Malaysia surprises: why you should visit this Asian country?
This third travel post of our Asia trip is about Malaysia. We visited this country for a week in December 2019 and learned quite a lot about it. I would have to say that I was positively surprised about this Asian country and in this post I’ll explain why. Check out my previous posts about Thailand and Cambodia.
This Asian country is really interesting, because of the history and because it has many cultures living in it. The country was under British colony until 1957, when they gained independence. The British influence is everywhere – people speak English really well, they have left-sided traffic and some places have names, which are influenced by United Kingdom (Butterworth, Georgetown etc).
Malaysia has 30 million people, of which 68% are local Malay people, 23% are Chinese and 7% are Indian. It’s also a very religious country, where Islam and Buddhism are most common. People speak mostly Malay and English. In many schools English is mandatory along with the local language. We also thought that it might be because of the many cultures living together, so they could communicate properly.
Because of the mix of cultures, there are also so many unique traditions and different food available. From many cities you can find districts, which are mainly for Chinese or Indian. Therefore, you can also find so many different kinds of Asian food everywhere.
Malaysia compared to other Asian countries
I had the comparison with Thailand and Cambodia. I would definitely say that Malaysia was the most developed and richer compared to the other two countries. Even just by walking around the streets you can see that the country has put more effort into cleaner environment for example. Also, the people seem more educated and even the traffic is more decent and not chaotic.
Coming straight from Cambodia to Malaysia was truly nice, because I felt that I had left the cultural shock and came to a really decent country. It was so good to see that the streets are clean and basically everybody understands you and speaks English with you. Even though the country is quite religious, I didn’t feel that it affected our stay in any way.
We arrived in Malaysia late and decided to take an overnight bus to Penang Island, which was a 5-6 hour bus ride from Kuala Lumpur. I looked up Penang, because it wasn’t very far from the capital and it offered some interesting sights as well as awesome food. The buses go very often and they are truly comfortable. Also, they’re not very expensive.
We stayed in a private room in Airbnb apartment in Georgetown, which is the capital of Penang Island. We stayed with a local Chinese family, who were seriously kind. From their place we frequently used Grab taxi (like Asian Uber) for transportation, as well as local bus. Getting around on the island is quite easy and affordable.
What is there to do in Penang Island?
I would highly recommend to visit Penang National Park, which definitely was the highlight of Penang for me. We hiked through the jungle to reach some great views and the Monkey beach. The jungle hike was quite challenging, because of the heat and the many thousands steps with highs and lows you need to take. But, it was totally worth it. We got to see some awesome nature and many monkeys.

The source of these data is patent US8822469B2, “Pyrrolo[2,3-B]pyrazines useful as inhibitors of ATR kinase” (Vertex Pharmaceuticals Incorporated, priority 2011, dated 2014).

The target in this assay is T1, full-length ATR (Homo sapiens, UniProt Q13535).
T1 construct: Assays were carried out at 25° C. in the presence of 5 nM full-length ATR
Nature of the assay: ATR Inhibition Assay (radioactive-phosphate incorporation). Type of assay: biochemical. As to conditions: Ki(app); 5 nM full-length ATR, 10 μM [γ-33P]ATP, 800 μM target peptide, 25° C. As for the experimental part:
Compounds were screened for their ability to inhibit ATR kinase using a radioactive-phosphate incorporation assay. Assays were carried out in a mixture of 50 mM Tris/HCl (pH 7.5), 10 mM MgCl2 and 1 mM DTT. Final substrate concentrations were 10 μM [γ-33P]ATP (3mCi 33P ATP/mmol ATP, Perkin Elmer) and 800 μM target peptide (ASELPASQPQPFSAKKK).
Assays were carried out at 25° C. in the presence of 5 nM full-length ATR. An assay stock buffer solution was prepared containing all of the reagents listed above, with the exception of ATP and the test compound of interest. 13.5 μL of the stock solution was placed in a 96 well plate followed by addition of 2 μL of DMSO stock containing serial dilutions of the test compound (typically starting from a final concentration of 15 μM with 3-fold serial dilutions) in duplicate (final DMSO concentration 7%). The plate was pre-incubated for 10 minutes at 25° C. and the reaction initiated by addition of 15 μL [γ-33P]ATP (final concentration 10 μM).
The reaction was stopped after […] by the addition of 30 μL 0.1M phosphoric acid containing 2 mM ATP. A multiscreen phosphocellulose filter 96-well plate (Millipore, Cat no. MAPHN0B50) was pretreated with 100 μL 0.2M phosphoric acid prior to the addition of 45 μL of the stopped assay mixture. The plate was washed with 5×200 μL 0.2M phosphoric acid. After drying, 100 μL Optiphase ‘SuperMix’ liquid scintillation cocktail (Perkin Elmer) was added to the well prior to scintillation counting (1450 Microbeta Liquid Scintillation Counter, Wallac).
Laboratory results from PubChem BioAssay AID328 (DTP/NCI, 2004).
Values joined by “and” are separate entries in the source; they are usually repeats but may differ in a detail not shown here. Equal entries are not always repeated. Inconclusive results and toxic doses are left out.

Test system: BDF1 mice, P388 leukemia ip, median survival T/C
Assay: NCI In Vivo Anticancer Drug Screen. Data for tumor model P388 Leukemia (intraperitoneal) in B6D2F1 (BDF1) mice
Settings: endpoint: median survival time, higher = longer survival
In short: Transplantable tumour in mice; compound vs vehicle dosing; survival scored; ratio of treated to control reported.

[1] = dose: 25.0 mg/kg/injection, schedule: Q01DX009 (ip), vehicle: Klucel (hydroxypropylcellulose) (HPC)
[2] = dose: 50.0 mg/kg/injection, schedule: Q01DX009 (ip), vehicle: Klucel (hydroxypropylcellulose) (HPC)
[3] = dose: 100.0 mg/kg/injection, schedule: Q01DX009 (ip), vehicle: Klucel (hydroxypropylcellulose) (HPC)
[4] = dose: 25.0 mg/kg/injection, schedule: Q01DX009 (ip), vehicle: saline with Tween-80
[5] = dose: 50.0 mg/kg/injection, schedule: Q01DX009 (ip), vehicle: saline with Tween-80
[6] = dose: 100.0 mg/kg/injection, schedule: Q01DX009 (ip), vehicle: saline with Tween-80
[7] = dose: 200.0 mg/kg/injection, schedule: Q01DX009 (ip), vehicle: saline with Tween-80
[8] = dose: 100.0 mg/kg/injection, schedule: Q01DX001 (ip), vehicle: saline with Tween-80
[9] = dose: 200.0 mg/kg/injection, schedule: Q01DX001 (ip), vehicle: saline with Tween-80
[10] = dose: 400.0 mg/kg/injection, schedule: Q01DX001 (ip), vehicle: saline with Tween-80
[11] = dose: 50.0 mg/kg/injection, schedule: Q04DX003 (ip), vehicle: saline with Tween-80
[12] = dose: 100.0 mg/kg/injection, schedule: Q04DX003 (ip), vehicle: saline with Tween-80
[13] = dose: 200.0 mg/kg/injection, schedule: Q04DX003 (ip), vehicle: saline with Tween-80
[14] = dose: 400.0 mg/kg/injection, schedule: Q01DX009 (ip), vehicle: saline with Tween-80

We did only one side of the park because we finished when it was getting darker, but it’s also a possibility to hike through the park from two different paths. Overall, an awesome experience and would highly recommend for the nature lovers.
On Penang Island, we also explored Georgetown – went to see Chew Jetty (floating market), Wonderfood Museum, visited Penang Hill and ate some awesome local food. To reach Penang Hill, we got to ride with funicular, which was also a fun experience. The views up there were cool, but not really amazing, because the sunset can’t be seen. Bad thing was that we had to wait for an hour to get back down, because of the line to the funicular.
Our Airbnb host family took us out to experience local food. On our own, we wouldn’t have known what to order, so they introduced us to some best dishes and we were surprised – it was extremely good and seriously cheap.
After Penang Island, we drove back to Kuala Lumpur to spend 3 days exploring the city. I hadn’t done much research about the city to keep it more interesting. Fortunately, we also met a local guy, who was happy to show us around for 2 days and we learned quite a lot about the life in this country. He shared information about the history, the people, culture, cost of living, education and overall life.
We checked some attractions like Central Market, National Museum, The River of Life, Parliament Building and some other. Petronas Twin Towers during nighttime were really nice. We mainly explored around, when it was dark and got some great views, as well as less crowds. In Kuala Lumpur we tried Malaysian, Chinese and Indian food and everything was so delicious and extremely cheap.
In Kuala Lumpur we also got 2 rainy days, which wasn’t great for exploring around town, but I guess we saw all the interesting places we wanted. On the last day we also visited the famous Batu Caves, which is the main attraction in Kuala Lumpur. The colorful stairs are popular to take pictures from. Inside the caves religious people can pray and leave donations. Since, it’s a religious place, you also have to cover your legs. Otherwise you can’t go inside the caves. You can also take some cave tours, but since we had to catch a plane, we didn’t have time for that. The Caves are also filled with monkeys.
Malaysia is an interesting country with lots of culture and different people. We really enjoyed Penang Island, but Kuala Lumpur was quite enough for 3 days. I would come back to Malaysia to explore more nature and other islands. We got some good memories from there and would highly recommend to visit it. Hope you enjoyed this post and got some useful information about Malaysia.